Using Botox for Sweating
Have you ever noticed that celebrities don't sweat? Even if they're parading down a red carpet in sweltering heat, you won't see a hint of underarm moisture. Their secret? Botox for sweating.
Many celebrities reportedly have Botox injected into their armpits before events. That's because Botox can curb even the most excessive sweating, AKA hyperhidrosis. Here's a rundown of how Botox stops sweat, what to expect during an appointment, and how long it can keep you dry.
How does Botox for sweating work?
Back in 1993, two physicians researching the treatment of facial spasms discovered one of the more interesting side effects of Botox—it minimized sweating. When injected into the dermis, the layer of skin where sweat glands, hair follicles, and nerve endings are found, Botox attaches to nerve endings, interrupting signals from the nervous system that activate sweat glands.
It's most effective in areas with more hair follicles; that's why Botox for underarm sweating is the most common Botox sweating treatment. However, some doctors do recommend it for a hyperhidrosis treatment for the palms and feet, too.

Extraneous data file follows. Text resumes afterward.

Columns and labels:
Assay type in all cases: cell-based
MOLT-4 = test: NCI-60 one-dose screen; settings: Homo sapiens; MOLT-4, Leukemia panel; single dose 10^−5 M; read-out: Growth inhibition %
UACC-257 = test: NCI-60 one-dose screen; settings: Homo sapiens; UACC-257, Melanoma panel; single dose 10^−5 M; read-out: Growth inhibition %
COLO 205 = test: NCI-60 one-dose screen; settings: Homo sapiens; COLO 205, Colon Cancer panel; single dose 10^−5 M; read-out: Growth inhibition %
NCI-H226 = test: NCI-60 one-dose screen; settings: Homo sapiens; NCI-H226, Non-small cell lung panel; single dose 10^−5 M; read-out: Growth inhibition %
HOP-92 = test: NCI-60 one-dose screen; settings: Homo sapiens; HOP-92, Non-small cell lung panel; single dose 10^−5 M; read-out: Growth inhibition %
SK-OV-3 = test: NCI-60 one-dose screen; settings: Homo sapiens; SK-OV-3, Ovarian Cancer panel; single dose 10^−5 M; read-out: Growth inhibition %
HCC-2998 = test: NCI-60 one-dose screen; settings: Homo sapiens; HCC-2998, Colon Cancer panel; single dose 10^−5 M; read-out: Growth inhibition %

How many injections do I need?
During an appointment, the doctor generally administers 10–15 injections to each underarm. But don't worry, the needle is pretty fine.
According to the Botox website, such injections can reduce sweating by more than half, with really noticeable improvement during the first four weeks.
How long does it last?
Results can last for nearly seven months—that's about three to four months longer than the results last with Botox for wrinkles.
Just how sweaty do I need to be for this?
Using Botox for sweating is recommended for people aged 18 or older who haven't found relief from over-the-counter or prescription antiperspirants. Other indicators include having to change clothes multiple times a day due to sweating or keeping towels or deodorants on hand to manage perspiration.
However, some people do use the injections to treat less serious cases of sweating.
But wait—doesn't my body need to sweat?
Yes, of course. But your body has as many as 4 million sweat glands. There will still be plenty of healthy sweating going on.
This article was originally written by Kelly MacDowell and published in a different format. It has since been updated by our editors.
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